If Michael Porter were a running coach I’m willing to bet he’d be a good one. The Harvard University Professor and strategic management guru wouldn’t be one to sit idly by and prescribe training to athletes without critical examination and analysis of the effectiveness of the program.
I’d imagine a ceaseless quest to identify what could be improved, modified, introduced into the blend of training methods and interventions available to runners looking to harness performance gains. But I doubt he’d ignore mastering the basics before trying extreme measures or zany training interventions.
So if you’re in the running game searching for improvements, perhaps stuck on a performance plateau or generally mired in a funk, reference to one of my favourite Porter models can be a useful starting point. Weighing up the pros and cons of what you could do to increase your advantage over the competition can be made easier with a bit of structured thinking.
Back in my corporate days I used this model as a method to assist strategic operational planning. It breaks any potential actions into two distinct groupings: strategic positioning and operational effectiveness.
It’s very human behaviour to look for the next best thing, rather than focus on doing the basics really well. It’s interesting that I found repeatedly in company life that attention invariably drifted towards short-term funky solutions or proposals.
I’m not adverse to the innovation often associated with strategic positioning. However, it’s easier to leap into, evaluate the impact of and ultimately succeed in new ventures if you already have total command of your current business fundamentals.
In running terms this strategic management model would equate to getting the most out of your current training mix and volume using well established methods (operational effectiveness) before adopting unproven ideas and technological solutions into your running (strategic positioning). Sadly I read about and often see runners bombarded with quick fixes and silver bullets. New shoe technology, orthotics, nutritional supplements, compression wear, altitude tents, expensive trips to Colarado, anti-gravity treadmills are all increasingly on the running menu.
So what are the basics you need to master in running?
Before you look into adopting extreme training measures or questionable technological solutions to pursue performance improvements you need to master tried and tested training elements. Two of these are building your aerobic fitness and doing some simple strength and coordination training.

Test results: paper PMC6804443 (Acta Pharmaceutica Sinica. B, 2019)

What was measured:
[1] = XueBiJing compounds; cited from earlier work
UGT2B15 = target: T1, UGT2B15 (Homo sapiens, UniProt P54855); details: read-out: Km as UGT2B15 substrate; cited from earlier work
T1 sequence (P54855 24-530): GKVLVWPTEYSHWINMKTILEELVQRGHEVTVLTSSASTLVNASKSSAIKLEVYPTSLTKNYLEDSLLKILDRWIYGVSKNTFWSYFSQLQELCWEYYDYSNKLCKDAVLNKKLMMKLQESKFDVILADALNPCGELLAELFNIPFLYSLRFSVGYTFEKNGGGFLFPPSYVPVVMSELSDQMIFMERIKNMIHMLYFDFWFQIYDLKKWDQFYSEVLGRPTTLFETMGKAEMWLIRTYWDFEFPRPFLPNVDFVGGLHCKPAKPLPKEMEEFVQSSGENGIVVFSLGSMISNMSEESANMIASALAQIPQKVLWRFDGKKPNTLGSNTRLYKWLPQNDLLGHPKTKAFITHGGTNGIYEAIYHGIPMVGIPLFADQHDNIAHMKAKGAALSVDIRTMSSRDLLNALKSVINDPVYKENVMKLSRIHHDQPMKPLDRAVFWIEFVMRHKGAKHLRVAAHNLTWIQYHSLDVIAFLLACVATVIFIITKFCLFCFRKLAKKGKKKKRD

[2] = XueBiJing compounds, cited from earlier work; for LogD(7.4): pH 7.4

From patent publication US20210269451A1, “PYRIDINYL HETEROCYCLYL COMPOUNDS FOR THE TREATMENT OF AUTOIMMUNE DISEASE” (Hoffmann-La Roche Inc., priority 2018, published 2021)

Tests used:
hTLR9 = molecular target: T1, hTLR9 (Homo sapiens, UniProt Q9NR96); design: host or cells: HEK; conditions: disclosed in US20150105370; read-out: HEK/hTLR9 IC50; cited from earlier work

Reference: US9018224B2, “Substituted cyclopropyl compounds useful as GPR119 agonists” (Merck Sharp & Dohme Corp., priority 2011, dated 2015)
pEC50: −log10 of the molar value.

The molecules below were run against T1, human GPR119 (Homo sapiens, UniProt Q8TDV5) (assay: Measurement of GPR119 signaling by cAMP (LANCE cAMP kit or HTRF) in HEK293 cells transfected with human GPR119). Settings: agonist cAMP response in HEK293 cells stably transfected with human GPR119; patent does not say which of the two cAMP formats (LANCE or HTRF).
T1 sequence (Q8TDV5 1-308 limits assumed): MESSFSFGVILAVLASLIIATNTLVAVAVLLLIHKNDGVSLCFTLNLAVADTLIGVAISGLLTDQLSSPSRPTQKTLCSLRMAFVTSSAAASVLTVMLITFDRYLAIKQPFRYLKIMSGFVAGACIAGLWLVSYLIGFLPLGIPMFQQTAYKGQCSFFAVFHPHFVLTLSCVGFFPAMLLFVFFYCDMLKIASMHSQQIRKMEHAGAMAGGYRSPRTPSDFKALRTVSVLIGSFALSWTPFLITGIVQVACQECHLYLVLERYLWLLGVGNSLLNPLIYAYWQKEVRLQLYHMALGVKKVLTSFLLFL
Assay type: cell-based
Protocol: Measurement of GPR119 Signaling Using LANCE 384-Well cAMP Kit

Build your aerobic base
This doesn’t mean going from zero to 100km per week in six months, but does involve year in, year out adding some additional running volume. Gradually increasing your training in three to six months plateaus rather than trying to add mileage each week is the way to progress safely. Look towards gradually evolving your training to the point over a few years where you could run a marathon without any additional training. The benefits of this type of training include increased running economy and the ability of the body to deliver oxygen deeper into the muscles and use it more efficiently.
If you haven’t developed your aerobic system sufficiently then interventions such as altitude training or sleeping in an altitude tent are unlikely to have much impact on performance. The reason: you may be able to transport more oxygen in the blood, but if the body hasn’t developed the plumbing (amount and relative density of tiny capillaries) to deliver this oxygen rich blood to the muscles, the benefits will be minimal. It’s a bit like putting jet fuel in a Toyota Corolla.
Developing the strength and coordination to run with good technique is a fundamental training practice that every runner should master. The current domination of the world marathon scene by Kenyan runners has been linked to the relatively recent adoption of structured strength work and access to gymnasiums in their training camps. The improvements are multifaceted and well worth chasing for joggers and weekend warriors alike. Studies have shown that strength improves by:
- the central nervous system and muscles learning to work more efficiently;
- better coordination between groups of muscles;
- eliminating muscles activating at the wrong time; and
- assuming advantageous postures allowing muscles to express their maximum strength.
Including some strength work in your running program is smart and keeping it simple and mastering the basics will provide the majority of the benefit. Before you move onto tossing kettle bells around, purchase the latest generation of abdominal work-out machine or begin hanging from those dangly strappy things in the gym, make sure you can activate the correct muscles and adopt the right postures for simple exercises. This means knowing how to complete old favourites such as bridging, leg press, lunges and squats really well.
Conclusion: The next level of performance
Once you’re confident you are maximizing your performance and have mastered running fundamentals you can look towards different training stimulus. This includes explosive plyometric training, altitude camps and more advanced strength training. The foundations will invariably remain the same but you can then introduce and evaluate the effectiveness of new measures safe in the knowledge that you’ve made the most of the low risk, well proven and high reward training strategies. I think Michael Porter would approve.